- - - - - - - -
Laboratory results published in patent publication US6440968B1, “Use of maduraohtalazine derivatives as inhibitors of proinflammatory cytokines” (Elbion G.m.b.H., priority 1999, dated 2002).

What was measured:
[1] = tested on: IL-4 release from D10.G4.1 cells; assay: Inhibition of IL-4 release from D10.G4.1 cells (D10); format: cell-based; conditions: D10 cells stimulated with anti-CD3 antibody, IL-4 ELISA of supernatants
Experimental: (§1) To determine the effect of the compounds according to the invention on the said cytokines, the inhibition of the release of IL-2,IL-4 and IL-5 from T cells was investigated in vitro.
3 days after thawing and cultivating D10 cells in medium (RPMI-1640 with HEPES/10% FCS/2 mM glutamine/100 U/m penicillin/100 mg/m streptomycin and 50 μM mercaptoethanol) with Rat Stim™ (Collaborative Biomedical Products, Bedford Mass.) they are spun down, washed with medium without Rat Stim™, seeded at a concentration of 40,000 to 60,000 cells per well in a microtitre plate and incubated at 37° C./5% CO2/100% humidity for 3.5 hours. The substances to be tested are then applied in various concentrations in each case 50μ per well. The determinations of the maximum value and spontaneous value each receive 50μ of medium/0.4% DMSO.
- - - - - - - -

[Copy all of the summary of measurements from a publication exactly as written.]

Laboratory results published in patent publication US6440968B1, “Use of maduraohtalazine derivatives as inhibitors of proinflammatory cytokines” (Elbion G.m.b.H., priority 1999, dated 2002).

What was measured:
[1] = tested on: IL-4 release from D10.G4.1 cells; assay: Inhibition of IL-4 release from D10.G4.1 cells (D10); format: cell-based; conditions: D10 cells stimulated with anti-CD3 antibody, IL-4 ELISA of supernatants
Experimental: (§1) To determine the effect of the compounds according to the invention on the said cytokines, the inhibition of the release of IL-2,IL-4 and IL-5 from T cells was investigated in vitro.
3 days after thawing and cultivating D10 cells in medium (RPMI-1640 with HEPES/10% FCS/2 mM glutamine/100 U/m penicillin/100 mg/m streptomycin and 50 μM mercaptoethanol) with Rat Stim™ (Collaborative Biomedical Products, Bedford Mass.) they are spun down, washed with medium without Rat Stim™, seeded at a concentration of 40,000 to 60,000 cells per well in a microtitre plate and incubated at 37° C./5% CO2/100% humidity for 3.5 hours. The substances to be tested are then applied in various concentrations in each case 50μ per well. The determinations of the maximum value and spontaneous value each receive 50μ of medium/0.4% DMSO.